General equilibrium tax incidence Issues to consider in GE incidence analysis The scope of a tax matters for tax incidence as well. Consider imposing a restaurant tax on the entire state rather than just a city. Demand in the output market is less elastic; consumers bear some of the burden. Labor supply is less elastic as well. The scope of the tax matters to incidence analysis because it determines which elasticities are relevant to the analysis: taxes that are broader based are harder to avoid than taxes that are narrower, so the response of producers and consumers to the tax will be smaller and more inelastic.
General equilibrium tax incidence Issues to consider in GE incidence analysis There are also potentially spillovers into other output markets from the restaurant tax, not just input markets. Consider the statewide restaurant tax that raises the price of meals: It has an income effect for consumers. It increases consumption of goods that are substitutes for restaurant meals, such as meals at home. It decreases consumption of goods that are complements for restaurant meals, such as valets. A complete general equilibrium analysis must account for the effects in these other markets.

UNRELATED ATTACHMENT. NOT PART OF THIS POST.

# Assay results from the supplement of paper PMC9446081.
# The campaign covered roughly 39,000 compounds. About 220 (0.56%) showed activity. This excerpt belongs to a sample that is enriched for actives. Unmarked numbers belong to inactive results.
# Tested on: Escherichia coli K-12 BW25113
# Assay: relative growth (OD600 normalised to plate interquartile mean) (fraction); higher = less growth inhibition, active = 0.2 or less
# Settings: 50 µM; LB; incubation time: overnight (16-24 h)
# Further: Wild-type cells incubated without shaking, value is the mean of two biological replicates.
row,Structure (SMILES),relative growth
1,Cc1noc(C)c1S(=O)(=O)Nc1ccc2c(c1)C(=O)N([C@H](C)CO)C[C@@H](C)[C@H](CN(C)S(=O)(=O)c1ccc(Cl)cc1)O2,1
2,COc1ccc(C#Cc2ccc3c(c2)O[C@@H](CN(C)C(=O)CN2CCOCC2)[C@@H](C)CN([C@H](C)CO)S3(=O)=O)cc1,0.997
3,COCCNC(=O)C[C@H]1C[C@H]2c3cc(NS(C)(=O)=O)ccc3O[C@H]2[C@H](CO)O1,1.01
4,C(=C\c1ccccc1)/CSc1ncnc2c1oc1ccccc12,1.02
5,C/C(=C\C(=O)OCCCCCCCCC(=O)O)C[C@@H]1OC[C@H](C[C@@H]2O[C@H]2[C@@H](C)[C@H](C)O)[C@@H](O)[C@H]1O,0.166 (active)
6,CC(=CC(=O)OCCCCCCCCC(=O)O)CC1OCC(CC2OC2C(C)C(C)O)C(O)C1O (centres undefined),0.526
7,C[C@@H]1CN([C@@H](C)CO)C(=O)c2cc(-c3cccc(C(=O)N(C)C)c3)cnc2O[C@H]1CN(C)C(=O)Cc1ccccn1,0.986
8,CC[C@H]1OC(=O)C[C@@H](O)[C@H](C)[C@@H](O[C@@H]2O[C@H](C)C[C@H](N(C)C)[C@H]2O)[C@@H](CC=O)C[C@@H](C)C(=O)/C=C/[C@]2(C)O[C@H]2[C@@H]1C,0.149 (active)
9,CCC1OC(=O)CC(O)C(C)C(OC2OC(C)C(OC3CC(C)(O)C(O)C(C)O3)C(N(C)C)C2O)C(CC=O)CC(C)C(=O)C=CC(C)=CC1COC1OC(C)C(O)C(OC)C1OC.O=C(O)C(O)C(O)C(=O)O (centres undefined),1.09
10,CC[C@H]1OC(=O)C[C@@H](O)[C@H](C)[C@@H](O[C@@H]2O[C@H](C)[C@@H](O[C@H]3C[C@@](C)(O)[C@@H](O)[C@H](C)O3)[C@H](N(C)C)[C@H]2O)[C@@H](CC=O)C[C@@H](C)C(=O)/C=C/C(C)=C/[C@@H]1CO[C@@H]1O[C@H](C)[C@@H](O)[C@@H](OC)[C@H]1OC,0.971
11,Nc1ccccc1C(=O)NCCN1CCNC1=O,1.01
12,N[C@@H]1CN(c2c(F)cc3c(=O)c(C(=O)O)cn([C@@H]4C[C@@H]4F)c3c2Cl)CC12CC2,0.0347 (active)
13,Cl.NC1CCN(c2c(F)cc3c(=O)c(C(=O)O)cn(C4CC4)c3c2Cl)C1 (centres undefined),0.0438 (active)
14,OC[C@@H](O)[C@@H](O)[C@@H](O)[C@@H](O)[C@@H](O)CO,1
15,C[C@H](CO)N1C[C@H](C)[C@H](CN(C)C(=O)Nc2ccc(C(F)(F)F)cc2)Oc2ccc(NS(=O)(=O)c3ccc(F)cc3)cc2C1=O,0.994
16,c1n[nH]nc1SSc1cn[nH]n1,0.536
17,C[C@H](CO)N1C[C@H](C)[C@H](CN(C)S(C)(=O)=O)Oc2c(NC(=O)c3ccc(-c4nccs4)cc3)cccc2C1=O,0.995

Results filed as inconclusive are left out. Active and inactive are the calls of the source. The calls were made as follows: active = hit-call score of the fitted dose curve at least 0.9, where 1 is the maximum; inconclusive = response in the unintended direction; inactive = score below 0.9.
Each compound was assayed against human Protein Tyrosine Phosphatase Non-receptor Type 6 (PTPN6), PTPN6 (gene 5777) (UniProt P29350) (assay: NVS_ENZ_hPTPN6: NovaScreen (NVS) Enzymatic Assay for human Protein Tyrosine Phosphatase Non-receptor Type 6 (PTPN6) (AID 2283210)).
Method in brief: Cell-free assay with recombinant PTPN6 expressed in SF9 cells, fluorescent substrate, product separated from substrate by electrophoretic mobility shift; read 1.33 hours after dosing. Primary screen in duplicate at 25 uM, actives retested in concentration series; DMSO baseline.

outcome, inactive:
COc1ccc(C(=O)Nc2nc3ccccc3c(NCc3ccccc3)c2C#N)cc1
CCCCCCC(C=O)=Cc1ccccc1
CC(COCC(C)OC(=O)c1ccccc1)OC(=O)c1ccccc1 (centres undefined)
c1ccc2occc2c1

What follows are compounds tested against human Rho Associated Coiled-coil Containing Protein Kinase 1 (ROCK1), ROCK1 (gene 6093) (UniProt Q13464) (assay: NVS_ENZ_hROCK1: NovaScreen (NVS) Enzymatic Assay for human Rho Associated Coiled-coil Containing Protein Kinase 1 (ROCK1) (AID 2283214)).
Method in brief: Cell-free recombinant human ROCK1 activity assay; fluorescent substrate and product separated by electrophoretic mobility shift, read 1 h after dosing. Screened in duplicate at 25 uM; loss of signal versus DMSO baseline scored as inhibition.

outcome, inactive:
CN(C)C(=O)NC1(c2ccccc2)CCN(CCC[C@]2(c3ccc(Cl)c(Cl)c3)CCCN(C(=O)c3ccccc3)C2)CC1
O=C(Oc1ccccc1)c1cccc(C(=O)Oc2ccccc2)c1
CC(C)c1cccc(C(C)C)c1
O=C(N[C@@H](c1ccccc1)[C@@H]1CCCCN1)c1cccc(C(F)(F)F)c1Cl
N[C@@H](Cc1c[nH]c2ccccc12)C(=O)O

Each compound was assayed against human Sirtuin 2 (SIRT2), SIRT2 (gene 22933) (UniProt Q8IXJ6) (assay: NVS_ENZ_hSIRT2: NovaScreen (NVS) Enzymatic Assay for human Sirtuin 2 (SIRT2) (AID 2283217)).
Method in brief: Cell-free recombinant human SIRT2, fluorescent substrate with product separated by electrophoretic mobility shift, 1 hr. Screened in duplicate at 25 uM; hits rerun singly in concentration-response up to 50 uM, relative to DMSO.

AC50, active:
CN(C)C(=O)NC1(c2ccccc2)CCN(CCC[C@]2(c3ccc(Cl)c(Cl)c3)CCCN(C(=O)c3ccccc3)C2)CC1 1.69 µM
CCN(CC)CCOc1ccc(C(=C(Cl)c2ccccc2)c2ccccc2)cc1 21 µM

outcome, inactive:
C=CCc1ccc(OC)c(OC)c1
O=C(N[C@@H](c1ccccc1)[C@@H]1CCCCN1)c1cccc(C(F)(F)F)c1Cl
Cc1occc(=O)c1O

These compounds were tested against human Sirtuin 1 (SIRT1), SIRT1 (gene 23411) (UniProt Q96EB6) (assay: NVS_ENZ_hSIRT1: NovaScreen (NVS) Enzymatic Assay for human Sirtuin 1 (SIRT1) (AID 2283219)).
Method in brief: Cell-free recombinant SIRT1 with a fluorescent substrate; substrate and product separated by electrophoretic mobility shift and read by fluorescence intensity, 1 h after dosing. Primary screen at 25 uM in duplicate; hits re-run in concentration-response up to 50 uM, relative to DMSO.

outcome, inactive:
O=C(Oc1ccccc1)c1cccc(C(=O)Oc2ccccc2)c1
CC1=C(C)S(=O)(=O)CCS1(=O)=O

THE INCIDENCE OF TAXATION IN THE UNITED STATES CBO incidence assumptions The Congressional Budget Office (CBO) has examined the incidence of taxation in the U.S. The CBO assumes: Income taxes are fully borne by the households that pay them. Payroll taxes are fully borne by workers, regardless of the statutory incidence. Excise taxes are fully shifted forward to prices. Corporate taxes are fully shifted forward to the owners of capital. This is very similar to the State of Wisconsin tax incidence study that is (briefly) described in the class readings.
Table 1 Effective Tax Rates (in percent) Total effective tax rate All households Bottom quintile Top quintile Effective Income Tax Rate All households Bottom quintile Top quintile Effective Payroll Tax Rate All households Bottom quintile Top quintile Effective Corporate Tax Rate All households Bottom quintile Top quintile Effective Excise Tax Rate All households Bottom quintile Top quintile